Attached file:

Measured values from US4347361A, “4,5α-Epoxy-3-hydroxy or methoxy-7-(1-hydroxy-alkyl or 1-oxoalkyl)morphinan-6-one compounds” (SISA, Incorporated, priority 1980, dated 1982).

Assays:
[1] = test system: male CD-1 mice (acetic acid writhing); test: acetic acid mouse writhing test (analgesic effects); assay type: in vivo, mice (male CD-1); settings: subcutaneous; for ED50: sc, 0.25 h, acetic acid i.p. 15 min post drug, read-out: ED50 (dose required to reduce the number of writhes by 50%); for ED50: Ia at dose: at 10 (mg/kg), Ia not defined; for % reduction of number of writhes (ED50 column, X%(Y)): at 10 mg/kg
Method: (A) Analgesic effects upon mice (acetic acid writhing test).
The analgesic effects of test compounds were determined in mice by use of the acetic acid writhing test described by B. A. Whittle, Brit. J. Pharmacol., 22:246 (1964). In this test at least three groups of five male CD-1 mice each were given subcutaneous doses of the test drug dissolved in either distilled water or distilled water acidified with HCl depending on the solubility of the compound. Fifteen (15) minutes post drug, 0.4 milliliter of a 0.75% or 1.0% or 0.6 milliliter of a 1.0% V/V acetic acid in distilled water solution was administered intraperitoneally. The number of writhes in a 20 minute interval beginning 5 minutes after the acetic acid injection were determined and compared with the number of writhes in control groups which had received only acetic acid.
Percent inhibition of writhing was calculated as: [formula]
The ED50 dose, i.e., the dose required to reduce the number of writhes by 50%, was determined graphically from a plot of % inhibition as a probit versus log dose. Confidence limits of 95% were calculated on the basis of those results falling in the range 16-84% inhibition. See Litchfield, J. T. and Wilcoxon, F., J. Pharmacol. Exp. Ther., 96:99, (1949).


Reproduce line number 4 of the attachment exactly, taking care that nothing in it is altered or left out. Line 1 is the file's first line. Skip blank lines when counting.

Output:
Method: (A) Analgesic effects upon mice (acetic acid writhing test).